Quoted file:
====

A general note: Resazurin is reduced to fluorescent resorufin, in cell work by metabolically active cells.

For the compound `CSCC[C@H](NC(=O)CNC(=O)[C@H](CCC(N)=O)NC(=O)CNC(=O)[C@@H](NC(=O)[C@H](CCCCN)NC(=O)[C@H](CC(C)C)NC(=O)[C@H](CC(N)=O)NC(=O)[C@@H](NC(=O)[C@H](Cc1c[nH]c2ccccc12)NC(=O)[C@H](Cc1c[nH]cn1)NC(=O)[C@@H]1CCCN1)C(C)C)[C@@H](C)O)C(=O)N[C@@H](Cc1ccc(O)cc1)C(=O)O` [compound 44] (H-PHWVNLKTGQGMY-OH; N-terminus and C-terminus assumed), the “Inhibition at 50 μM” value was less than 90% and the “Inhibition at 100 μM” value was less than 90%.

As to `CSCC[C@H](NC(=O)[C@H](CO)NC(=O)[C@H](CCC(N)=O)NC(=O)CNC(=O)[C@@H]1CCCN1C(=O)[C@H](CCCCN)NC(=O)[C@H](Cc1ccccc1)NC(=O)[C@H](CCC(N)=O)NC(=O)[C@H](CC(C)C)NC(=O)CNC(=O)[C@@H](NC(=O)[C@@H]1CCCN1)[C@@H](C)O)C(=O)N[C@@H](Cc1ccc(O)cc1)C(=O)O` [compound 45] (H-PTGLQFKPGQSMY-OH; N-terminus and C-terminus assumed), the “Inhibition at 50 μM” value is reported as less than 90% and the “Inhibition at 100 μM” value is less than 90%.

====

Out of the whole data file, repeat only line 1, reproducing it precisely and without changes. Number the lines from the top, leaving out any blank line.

A general note: Resazurin is reduced to fluorescent resorufin, in cell work by metabolically active cells.